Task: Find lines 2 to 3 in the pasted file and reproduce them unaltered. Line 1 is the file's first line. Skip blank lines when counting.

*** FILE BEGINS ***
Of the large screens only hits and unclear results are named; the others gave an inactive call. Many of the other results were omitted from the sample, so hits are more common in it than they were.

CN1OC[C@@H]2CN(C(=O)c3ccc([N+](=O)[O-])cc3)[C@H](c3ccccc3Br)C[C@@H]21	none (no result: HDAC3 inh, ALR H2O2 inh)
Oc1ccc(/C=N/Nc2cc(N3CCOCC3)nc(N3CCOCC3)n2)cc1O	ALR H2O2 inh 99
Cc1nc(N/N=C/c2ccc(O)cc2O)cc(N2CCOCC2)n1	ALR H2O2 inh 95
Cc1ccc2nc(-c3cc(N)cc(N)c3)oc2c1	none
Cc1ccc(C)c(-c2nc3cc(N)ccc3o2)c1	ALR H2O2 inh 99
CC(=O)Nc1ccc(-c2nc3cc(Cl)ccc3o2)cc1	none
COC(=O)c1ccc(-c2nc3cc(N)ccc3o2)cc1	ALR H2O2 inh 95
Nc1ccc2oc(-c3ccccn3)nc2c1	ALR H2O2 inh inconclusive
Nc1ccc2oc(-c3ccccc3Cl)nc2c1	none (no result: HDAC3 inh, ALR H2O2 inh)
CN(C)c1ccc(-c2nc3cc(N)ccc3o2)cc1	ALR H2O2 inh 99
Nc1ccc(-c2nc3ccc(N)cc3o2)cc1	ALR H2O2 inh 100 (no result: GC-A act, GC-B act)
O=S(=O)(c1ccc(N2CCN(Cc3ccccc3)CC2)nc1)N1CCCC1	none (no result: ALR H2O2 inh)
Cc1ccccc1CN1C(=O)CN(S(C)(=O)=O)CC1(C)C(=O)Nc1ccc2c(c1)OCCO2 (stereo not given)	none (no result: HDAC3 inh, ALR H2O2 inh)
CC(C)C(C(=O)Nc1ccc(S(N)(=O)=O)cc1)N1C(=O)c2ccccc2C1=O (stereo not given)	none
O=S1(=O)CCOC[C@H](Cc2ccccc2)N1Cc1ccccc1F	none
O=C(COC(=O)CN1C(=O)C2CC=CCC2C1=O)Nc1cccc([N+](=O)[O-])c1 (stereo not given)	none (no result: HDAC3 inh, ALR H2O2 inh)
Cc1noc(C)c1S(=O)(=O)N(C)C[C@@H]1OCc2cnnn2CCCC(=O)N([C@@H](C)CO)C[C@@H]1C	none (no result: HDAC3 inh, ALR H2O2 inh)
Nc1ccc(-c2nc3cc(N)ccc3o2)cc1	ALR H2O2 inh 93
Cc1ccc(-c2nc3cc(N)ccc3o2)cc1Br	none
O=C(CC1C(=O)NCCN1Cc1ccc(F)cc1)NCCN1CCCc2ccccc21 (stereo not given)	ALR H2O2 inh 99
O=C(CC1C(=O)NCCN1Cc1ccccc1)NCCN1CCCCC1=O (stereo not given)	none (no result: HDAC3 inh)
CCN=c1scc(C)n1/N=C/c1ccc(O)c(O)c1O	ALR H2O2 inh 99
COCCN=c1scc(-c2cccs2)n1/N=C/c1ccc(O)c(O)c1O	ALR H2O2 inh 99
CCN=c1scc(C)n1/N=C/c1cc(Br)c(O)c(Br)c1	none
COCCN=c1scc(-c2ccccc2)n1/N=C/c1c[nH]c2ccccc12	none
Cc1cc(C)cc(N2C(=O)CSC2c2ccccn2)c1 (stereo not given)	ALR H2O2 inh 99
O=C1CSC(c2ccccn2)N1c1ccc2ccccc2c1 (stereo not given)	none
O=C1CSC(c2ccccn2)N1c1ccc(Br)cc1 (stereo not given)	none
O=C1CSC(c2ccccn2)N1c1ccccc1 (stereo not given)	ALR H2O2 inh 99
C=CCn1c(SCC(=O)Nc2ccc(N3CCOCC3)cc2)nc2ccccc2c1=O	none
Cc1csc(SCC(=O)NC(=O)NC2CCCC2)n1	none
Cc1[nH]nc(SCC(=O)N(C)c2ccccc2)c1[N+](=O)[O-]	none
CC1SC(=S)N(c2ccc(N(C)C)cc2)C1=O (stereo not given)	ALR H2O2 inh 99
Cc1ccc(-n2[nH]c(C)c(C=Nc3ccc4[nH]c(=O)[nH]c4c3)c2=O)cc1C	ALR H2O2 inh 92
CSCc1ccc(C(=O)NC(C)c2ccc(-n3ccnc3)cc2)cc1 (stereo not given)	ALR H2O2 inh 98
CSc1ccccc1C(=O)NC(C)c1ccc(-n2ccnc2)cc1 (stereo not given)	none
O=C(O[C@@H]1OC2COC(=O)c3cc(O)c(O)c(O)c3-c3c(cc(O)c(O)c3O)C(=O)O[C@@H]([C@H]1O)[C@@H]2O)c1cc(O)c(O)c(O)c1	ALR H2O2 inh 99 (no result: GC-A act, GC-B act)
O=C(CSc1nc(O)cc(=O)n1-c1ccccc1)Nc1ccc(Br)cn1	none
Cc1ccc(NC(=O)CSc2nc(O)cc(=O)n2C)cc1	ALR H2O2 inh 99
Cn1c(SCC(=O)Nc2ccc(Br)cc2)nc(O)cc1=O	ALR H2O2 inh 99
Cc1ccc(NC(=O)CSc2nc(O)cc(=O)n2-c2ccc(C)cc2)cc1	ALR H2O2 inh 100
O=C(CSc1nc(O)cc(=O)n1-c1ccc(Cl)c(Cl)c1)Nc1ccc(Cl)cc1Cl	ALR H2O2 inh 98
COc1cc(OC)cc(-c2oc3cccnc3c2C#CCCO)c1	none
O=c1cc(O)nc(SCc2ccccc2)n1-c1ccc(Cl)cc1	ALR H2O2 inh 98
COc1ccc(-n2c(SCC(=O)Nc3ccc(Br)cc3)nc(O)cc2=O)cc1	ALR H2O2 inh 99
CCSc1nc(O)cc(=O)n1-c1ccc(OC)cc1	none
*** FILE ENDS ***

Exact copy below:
CN1OC[C@@H]2CN(C(=O)c3ccc([N+](=O)[O-])cc3)[C@H](c3ccccc3Br)C[C@@H]21	none (no result: HDAC3 inh, ALR H2O2 inh)
Oc1ccc(/C=N/Nc2cc(N3CCOCC3)nc(N3CCOCC3)n2)cc1O	ALR H2O2 inh 99